Sunday, October 5, 2008

Don't Make Compromises When Buying Art in This Economy

Picasso reproduction print, pencil signed by the artist, is offered at 31 Club Gallery.

I’ve recently been bombarded with people wanting to sell me some of the best works of art and glass I’ve seen in many years. Salinas, Wood, Joiner and Sawyier are just a few of those that have come across my desk. I haven’t been able to purchase all the great works of art I’m seeing, because the asking prices are simply too high. But that’s okay. We are in the business of dealing in the rare and unusual, because that’s where we can make the most money today. We have that opportunity now and can be selective during this turbulent economic time. It’s important to be disciplined and use control now in your spending.

Along with some of these fine pieces of art, there’s been a great increase in the number of prints such lithographs, serigraphs and other printing techniques that are being offered to me. At this time, I have very little interest in prints. One of the rare exceptions are wood block prints, because I consider these almost the same as originals. I share this with you because when markets are first elevated, people look for substitutes for originals. These are more readily affordable. At the peak of a market, prints of leading artists can command high prices, but as the market stabilizes and cash is more readily available once again, prints quickly drop in price. In fact, I would state today that most prints will only command decorator prices, and you should give them very little value as a piece of art. Even the most sought after pieces will decline in value if this economy continues to decline.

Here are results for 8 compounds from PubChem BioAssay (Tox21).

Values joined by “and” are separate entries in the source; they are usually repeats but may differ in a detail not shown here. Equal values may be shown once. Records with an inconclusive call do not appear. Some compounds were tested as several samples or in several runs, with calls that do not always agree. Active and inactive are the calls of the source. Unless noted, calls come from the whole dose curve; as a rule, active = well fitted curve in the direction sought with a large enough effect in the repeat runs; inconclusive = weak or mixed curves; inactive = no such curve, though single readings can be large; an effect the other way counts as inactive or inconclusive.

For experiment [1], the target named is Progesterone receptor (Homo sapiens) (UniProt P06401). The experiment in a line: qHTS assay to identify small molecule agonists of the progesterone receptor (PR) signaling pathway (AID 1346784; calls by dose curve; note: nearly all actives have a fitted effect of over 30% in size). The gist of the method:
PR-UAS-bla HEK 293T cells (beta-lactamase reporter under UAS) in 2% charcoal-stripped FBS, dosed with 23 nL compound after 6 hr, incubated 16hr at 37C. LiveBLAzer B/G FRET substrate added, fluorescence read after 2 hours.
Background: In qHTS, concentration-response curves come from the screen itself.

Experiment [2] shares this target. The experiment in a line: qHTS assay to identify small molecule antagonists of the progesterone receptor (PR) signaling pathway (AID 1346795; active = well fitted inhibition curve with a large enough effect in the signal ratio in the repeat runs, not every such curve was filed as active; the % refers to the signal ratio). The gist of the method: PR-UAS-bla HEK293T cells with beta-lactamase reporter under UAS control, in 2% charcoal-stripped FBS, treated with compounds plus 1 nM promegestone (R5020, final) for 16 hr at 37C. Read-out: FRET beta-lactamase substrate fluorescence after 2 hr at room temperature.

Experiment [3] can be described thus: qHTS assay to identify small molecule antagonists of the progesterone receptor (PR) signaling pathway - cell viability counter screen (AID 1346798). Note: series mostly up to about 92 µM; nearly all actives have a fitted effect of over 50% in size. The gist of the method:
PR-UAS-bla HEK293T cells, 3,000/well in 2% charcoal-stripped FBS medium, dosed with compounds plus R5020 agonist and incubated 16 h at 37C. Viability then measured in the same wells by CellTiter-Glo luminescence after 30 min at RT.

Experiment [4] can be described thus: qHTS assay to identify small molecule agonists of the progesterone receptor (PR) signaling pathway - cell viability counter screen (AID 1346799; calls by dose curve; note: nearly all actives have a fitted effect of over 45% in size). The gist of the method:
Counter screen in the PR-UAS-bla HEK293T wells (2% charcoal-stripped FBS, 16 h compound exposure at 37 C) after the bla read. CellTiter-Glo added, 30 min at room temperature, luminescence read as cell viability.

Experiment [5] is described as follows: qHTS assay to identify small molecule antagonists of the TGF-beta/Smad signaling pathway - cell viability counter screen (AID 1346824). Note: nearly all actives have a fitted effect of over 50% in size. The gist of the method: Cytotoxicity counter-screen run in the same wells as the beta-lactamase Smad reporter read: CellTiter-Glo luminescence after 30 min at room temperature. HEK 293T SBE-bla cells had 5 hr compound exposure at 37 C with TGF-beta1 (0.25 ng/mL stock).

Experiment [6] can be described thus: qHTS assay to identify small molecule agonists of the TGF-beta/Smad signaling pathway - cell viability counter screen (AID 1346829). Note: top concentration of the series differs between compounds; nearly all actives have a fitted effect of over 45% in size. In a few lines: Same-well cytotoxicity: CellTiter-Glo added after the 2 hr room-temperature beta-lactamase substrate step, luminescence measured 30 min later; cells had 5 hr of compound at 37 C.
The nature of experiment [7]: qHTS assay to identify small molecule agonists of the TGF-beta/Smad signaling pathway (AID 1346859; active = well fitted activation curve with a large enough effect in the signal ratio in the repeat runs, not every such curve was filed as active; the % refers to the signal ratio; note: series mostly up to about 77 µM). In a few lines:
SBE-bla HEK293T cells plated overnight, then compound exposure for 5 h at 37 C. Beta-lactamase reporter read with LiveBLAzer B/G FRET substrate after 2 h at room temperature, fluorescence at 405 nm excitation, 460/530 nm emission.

Having said that, my advise to you is to buy prints only if you can obtain them for less than it could cost to frame them. Today, having a print framed will usually exceed $200 if the piece is matted properly and the frame isn’t from a big box store. I’d be hard pressed to buy a print for over $100 unless it was signed and numbered by a leading artist. Picasso would be an example of where I’d bend my rule.

With the real thing in art, it is almost impossible for the piece to lose its entire value, regardless of the economy, and at times it even makes sense to restore a damaged piece. Not so with prints. They can lose their value quite rapidly, and if you damage a print, it can send its value to nothing. You see, paper items tend to be more likely to get damaged by too much sunlight, and water is often a villain in a print's demise. Prints damaged by water or sunlight often have very little value. Watch for the real thing during this economic turn down, and buy it if you can.

Spend money wisely, and the results will speak for themselves.

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